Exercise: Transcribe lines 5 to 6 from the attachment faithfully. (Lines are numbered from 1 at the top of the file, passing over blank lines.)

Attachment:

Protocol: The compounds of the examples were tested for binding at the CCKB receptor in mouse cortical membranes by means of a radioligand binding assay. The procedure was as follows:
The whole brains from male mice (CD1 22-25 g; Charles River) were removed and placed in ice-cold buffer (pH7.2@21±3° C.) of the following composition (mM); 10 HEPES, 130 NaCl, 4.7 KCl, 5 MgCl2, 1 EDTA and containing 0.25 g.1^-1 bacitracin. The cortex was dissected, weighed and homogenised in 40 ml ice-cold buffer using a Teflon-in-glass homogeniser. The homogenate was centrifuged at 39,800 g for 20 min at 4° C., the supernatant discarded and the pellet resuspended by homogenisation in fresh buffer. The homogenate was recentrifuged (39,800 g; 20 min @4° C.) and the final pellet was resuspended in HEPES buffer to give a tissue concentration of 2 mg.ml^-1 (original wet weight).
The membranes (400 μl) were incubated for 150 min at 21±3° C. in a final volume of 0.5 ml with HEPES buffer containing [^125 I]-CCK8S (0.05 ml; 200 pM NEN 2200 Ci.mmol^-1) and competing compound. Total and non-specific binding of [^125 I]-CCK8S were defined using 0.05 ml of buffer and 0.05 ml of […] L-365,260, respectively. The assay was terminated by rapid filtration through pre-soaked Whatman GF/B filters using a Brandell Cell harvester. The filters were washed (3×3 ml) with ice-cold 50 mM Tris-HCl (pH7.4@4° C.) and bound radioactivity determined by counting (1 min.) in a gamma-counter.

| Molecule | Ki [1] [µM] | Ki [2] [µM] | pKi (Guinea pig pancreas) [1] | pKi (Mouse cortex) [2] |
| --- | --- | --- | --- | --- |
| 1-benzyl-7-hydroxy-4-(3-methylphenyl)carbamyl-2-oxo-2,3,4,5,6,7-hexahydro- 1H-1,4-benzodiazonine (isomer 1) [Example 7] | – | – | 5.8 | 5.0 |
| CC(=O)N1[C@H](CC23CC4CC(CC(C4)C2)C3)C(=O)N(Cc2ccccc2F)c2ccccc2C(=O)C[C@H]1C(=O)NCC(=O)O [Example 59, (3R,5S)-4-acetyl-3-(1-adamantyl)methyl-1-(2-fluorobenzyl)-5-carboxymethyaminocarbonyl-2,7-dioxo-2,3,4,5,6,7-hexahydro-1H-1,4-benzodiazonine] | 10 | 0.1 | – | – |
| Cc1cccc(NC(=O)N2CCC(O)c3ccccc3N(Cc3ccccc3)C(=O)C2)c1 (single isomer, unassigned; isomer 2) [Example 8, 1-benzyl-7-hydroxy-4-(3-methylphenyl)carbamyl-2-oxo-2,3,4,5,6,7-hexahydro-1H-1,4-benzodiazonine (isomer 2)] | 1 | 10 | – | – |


| --- | --- | --- | --- | --- |
| 1-benzyl-7-hydroxy-4-(3-methylphenyl)carbamyl-2-oxo-2,3,4,5,6,7-hexahydro- 1H-1,4-benzodiazonine (isomer 1) [Example 7] | – | – | 5.8 | 5.0 |